Advance Beneficiary Notice of Noncoverage

You may get a written notice called an "Advance Beneficiary Notice of Noncoverage" (ABN) from your doctor, other 

health care provider

, or supplier if you have 

Original Medicare

 and your doctor, provider, or supplier thinks Medicare probably (or certainly) won't pay for the items or services you got. 

However, an ABN isn't required for items or services that Medicare never covers.

The ABN lists the items or services that Medicare isn't expected to pay for, along with an estimate of the costs for the items and services and the reasons why Medicare may not pay.


You’ll be asked to choose an option box and sign the notice to say that you read and understood it. You must choose one of these options:

  • Option 1: You want the items or services that may not be paid for by Medicare. Your provider or supplier may ask you to pay for them now, but you also want them to submit a claim to Medicare for the items or services. If Medicare denies payment, you’re responsible for paying, but, since a claim was submitted, you can appeal to Medicare. If Medicare does pay, the provider or supplier will refund any payments you made (minus the copayments and deductibles you paid).
  • Option 2: You want the items or services that may not be paid for by Medicare, but you don’t want your provider or supplier to bill Medicare. You may be asked to pay for the items or services now, but because you ask your provider or supplier to not submit a claim to Medicare, you can’t file an appeal.
  • Option 3: You don’t want the items or services that may not be paid for by Medicare, and you aren’t responsible for any payments. A claim isn’t submitted to Medicare, and you can’t file an appeal.

An ABN isn't an official denial of coverage by Medicare. You have the right to file an appeal if Medicare denies payment when a claim is submitted.

What are the other types of ABNs?

Other types of ABNs include:

  • "Skilled Nursing Facility Advance Beneficiary Notice" (SNFABN): A skilled nursing facility (SNF) will issue you a SNFABN if there's a reason to believe that Part A may not cover or continue to cover your care or stay because it isn't reasonable or necessary, or is considered custodial care [glossary] . The SNFABN lets you know that Medicare will likely no longer pay for your services. If you choose to get the services that Medicare may not cover, you don't have to pay for these services until a claim is submitted and Medicare officially denies payment. However, while the claim is processed, you have to continue paying costs that you would normally have to pay, like the daily coinsurance and costs for services and supplies Medicare generally doesn't cover.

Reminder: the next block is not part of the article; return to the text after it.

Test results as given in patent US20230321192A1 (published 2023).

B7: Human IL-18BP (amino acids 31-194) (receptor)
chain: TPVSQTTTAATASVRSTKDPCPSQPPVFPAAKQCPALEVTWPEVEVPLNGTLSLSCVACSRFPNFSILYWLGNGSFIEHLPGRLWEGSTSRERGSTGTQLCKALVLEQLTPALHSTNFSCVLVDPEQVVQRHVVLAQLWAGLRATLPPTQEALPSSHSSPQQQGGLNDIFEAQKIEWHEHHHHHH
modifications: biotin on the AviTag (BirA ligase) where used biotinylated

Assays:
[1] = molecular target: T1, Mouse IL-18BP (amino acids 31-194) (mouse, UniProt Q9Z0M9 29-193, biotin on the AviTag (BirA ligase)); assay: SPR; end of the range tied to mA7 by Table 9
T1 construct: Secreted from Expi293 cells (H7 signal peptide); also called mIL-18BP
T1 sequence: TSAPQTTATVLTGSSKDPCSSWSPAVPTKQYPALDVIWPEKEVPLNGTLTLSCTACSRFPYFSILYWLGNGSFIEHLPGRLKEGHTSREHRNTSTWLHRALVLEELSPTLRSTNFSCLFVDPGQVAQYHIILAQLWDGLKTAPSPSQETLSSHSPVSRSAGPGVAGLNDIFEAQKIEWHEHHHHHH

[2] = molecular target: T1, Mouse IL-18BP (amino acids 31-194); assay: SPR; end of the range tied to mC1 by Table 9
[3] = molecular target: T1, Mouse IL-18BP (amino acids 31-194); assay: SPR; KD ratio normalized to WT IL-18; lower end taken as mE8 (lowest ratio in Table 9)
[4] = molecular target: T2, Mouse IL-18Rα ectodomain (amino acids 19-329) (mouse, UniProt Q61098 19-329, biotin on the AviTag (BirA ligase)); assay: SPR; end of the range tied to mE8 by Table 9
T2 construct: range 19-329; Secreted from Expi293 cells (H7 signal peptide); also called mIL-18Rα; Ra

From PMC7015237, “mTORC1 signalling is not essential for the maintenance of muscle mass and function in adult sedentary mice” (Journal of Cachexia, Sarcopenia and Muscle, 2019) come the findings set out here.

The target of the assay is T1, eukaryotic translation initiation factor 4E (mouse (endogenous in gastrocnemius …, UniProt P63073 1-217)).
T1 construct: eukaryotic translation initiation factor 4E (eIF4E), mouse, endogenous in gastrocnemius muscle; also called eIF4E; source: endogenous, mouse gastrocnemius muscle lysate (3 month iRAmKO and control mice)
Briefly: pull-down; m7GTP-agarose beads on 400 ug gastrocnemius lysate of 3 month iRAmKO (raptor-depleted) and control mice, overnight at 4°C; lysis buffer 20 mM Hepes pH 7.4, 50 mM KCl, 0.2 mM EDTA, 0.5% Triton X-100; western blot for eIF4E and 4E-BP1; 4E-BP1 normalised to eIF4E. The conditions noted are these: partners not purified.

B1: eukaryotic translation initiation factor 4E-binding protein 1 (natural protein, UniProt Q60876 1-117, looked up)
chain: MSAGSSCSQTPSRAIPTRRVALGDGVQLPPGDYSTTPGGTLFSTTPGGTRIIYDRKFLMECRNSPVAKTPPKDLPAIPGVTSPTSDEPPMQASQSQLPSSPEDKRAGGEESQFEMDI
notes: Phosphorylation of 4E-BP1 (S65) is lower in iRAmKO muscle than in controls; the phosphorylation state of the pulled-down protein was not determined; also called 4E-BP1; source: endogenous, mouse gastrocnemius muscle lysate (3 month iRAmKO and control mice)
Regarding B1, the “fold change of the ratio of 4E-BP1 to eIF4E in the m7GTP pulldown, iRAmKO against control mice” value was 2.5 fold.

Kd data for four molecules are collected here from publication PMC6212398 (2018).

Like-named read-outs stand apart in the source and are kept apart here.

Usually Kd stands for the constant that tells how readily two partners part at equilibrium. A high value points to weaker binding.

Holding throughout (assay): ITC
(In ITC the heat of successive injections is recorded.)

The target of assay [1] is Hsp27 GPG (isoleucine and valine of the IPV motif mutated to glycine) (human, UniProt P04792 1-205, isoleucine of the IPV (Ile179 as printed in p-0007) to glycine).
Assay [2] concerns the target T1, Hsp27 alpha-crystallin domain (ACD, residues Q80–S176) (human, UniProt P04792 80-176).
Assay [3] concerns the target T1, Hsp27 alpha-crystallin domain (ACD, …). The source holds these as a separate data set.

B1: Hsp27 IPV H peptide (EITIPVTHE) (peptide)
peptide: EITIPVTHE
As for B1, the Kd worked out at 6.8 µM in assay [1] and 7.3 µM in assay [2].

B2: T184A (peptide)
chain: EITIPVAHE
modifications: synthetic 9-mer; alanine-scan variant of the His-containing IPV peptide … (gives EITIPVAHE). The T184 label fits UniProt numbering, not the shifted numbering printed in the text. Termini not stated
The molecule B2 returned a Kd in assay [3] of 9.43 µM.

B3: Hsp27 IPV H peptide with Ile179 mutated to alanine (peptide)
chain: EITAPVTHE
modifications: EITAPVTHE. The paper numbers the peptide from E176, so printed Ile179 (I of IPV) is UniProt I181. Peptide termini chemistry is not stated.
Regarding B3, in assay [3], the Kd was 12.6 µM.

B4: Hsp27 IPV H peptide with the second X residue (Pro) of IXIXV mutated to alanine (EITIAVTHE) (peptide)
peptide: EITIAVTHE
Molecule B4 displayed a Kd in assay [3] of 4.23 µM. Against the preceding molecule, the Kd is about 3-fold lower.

• "Hospital Issued Notice of Noncoverage" (HINN): Hospitals use a HINN when Medicare may not cover all or part of your Part A inpatient hospital care. This notice will tell you why the hospital thinks Medicare won't pay, and what you may have to pay if you keep getting these services.


You may get an Advance Beneficiary Notice of  Noncoverage if you're getting an off-the-shelf back or knee brace that's included in the Durable Medical Equipment, Prosthetics, Orthotics, and Supplies (DMEPOS) Competitive Bidding Program from a supplier that isn't a competitive bidding contract supplier.


Find out who to call about Medicare options, claims and more.